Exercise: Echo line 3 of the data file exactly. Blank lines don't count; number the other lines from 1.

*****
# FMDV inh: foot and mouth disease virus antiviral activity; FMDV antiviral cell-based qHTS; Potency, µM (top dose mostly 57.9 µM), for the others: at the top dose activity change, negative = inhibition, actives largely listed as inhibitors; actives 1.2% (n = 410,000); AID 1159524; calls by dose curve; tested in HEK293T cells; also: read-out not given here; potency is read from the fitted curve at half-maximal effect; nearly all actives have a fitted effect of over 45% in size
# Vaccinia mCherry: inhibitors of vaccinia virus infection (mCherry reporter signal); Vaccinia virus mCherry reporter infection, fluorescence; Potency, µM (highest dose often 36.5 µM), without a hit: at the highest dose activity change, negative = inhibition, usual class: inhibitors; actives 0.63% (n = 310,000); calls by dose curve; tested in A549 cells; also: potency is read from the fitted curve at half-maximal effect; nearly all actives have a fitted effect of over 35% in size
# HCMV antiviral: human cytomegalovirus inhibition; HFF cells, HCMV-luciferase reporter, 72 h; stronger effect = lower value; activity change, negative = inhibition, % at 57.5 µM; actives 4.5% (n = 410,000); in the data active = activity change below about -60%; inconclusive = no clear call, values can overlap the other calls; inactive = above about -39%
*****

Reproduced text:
# HCMV antiviral: human cytomegalovirus inhibition; HFF cells, HCMV-luciferase reporter, 72 h; stronger effect = lower value; activity change, negative = inhibition, % at 57.5 µM; actives 4.5% (n = 410,000); in the data active = activity change below about -60%; inconclusive = no clear call, values can overlap the other calls; inactive = above about -39%